I had a boyfriend, when I was in my early 20's, who drove me crazy. He was one of those guys who swept me off my feet with declarations of undying love and extravagant gestures who became indifferent once he had my undivided attention. When I would express my frustration by breaking up he would suddenly become my dream guy all over again-- and the roller-coaster would continue.
Reading YA fiction reminds a lot of that relationship.
I'm not altogether sure why I am so attracted to YA fiction. As a *cough* older woman my tastes should have evolved by now. But when I see a shiny new book with an attractive cover (and YA has some fabulous covers) I turn into a schoolgirl all over again. I tell myself that this time will be different-- and yet I am most often disappointed.
Like the girl who bounced back to an old boyfriend too many times, I am forever on the rebound with YA fiction and I have come to a conclusion: it's all my fault.
Here's the thing: YA fiction is what it is. It should not change to please me-- who am I but one reader among millions? And when YA is good, or my definition of good, it's fantastic. Two of my favorite books from last year fell under the YA category.
Whether I'm in an unhealthy relationship, literary or otherwise, I often step away and try to gain perspective-- but inevitably return because I only remember the good times. If there's anything YA fiction does well is to appeal to the emotional triggers that allow us to abandon our logical side. The ups and downs don't seem that bad in the beginning-- we must suffer for love, right? And I do have the capacity to learn. I know to avoid books that including phrases like "the new boy she is crushing on" in the description-- I'm not that blind to my own preferences.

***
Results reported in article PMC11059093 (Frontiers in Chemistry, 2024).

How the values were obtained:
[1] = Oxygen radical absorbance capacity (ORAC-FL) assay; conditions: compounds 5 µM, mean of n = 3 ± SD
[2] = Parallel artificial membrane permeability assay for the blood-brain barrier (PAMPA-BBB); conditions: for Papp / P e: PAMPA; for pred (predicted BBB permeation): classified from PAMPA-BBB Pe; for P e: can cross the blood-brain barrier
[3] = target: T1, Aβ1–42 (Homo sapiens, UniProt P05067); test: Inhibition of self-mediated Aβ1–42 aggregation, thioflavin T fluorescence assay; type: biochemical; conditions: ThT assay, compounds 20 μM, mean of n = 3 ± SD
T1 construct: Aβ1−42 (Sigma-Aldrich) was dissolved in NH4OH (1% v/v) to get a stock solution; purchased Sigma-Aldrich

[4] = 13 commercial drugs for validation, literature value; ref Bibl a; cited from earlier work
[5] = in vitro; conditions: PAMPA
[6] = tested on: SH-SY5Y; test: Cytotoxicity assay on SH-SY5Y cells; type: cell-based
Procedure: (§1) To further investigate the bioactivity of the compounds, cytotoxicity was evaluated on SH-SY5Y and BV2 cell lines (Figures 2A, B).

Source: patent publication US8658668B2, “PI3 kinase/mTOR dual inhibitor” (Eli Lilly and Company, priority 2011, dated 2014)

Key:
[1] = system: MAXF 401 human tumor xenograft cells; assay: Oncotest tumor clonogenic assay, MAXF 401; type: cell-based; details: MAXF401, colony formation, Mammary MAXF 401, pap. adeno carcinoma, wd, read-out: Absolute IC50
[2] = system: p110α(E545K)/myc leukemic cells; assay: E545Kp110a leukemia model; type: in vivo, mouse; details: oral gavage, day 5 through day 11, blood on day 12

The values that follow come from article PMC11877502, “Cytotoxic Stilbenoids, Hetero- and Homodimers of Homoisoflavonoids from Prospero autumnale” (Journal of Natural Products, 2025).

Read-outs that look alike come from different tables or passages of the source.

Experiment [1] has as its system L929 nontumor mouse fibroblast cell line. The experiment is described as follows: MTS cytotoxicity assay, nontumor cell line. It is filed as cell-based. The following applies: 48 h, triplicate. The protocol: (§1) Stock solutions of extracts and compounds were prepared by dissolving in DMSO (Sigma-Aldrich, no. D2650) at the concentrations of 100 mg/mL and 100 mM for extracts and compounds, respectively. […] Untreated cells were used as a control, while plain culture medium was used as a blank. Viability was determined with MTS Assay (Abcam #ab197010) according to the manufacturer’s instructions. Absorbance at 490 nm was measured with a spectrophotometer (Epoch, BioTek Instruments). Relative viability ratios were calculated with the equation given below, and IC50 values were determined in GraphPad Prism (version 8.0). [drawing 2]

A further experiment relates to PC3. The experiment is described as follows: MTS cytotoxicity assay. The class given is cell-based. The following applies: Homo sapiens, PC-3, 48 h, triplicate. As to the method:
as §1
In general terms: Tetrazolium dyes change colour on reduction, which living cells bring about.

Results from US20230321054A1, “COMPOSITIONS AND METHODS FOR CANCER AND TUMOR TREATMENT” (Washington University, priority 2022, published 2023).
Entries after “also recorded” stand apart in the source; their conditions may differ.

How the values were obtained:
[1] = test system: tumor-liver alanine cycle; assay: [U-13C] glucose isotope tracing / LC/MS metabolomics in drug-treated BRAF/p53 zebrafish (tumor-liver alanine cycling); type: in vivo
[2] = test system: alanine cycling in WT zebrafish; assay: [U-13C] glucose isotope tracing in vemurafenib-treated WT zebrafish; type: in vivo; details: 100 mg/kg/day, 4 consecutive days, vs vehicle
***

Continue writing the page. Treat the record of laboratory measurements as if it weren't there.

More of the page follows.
Sometimes I feel as if I am still caught between a literary childhood and adulthood. I'm not shy about trying to read adult fiction-- I don't blush when I read a sex scene; but I'm not terribly impressed by them either. (Read this article for some examples of just how bad fictional sex can be.) Most of the time I feel like the sex and violence are thrown in for effect and have little to do with moving the story-- and then I wistfully look back to YA fiction to satisfy my craving for a fantasy that doesn't try so hard to prove it's grown up, only to be let down by stories that don't appeal to my adult need for logic and consistency.
I can't seem to rationalize my dysfunctional relationship with paranormal fiction, whether it's the adult or the YA variety, but I can't seem to tear myself away either. Maybe I'm addicted to the chase. And when I do catch my ideal fantasy-- it is heavenly. But there's always the knowledge that my satisfaction is destined to be short lived. And then the hunt begins again....
Maybe I'll never get off that darned roller-coaster. Who knows... Maybe I don't want to.